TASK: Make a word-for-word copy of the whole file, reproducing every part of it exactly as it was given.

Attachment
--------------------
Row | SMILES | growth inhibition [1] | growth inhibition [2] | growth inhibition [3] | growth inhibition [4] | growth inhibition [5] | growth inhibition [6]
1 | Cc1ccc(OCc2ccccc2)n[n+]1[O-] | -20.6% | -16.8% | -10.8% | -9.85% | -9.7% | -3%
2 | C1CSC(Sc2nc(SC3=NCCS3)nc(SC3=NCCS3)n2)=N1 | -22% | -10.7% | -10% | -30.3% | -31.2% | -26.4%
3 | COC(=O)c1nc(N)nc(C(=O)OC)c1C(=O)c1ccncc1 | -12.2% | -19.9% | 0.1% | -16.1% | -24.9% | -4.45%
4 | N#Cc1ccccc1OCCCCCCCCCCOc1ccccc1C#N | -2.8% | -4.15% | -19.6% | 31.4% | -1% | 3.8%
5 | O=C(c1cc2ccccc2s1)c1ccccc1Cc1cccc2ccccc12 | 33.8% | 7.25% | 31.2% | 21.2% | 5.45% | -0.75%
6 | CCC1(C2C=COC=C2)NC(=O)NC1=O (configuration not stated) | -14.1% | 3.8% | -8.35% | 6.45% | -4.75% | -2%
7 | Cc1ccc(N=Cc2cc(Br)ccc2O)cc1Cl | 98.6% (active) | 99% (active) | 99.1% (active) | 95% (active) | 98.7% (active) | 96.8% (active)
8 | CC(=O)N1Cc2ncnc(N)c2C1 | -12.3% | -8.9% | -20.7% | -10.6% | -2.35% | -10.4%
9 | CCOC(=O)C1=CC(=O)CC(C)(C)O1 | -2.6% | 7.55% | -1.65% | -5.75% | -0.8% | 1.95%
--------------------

Row | SMILES | growth inhibition [1] | growth inhibition [2] | growth inhibition [3] | growth inhibition [4] | growth inhibition [5] | growth inhibition [6]
1 | Cc1ccc(OCc2ccccc2)n[n+]1[O-] | -20.6% | -16.8% | -10.8% | -9.85% | -9.7% | -3%
2 | C1CSC(Sc2nc(SC3=NCCS3)nc(SC3=NCCS3)n2)=N1 | -22% | -10.7% | -10% | -30.3% | -31.2% | -26.4%
3 | COC(=O)c1nc(N)nc(C(=O)OC)c1C(=O)c1ccncc1 | -12.2% | -19.9% | 0.1% | -16.1% | -24.9% | -4.45%
4 | N#Cc1ccccc1OCCCCCCCCCCOc1ccccc1C#N | -2.8% | -4.15% | -19.6% | 31.4% | -1% | 3.8%
5 | O=C(c1cc2ccccc2s1)c1ccccc1Cc1cccc2ccccc12 | 33.8% | 7.25% | 31.2% | 21.2% | 5.45% | -0.75%
6 | CCC1(C2C=COC=C2)NC(=O)NC1=O (configuration not stated) | -14.1% | 3.8% | -8.35% | 6.45% | -4.75% | -2%
7 | Cc1ccc(N=Cc2cc(Br)ccc2O)cc1Cl | 98.6% (active) | 99% (active) | 99.1% (active) | 95% (active) | 98.7% (active) | 96.8% (active)
8 | CC(=O)N1Cc2ncnc(N)c2C1 | -12.3% | -8.9% | -20.7% | -10.6% | -2.35% | -10.4%
9 | CCOC(=O)C1=CC(=O)CC(C)(C)O1 | -2.6% | 7.55% | -1.65% | -5.75% | -0.8% | 1.95%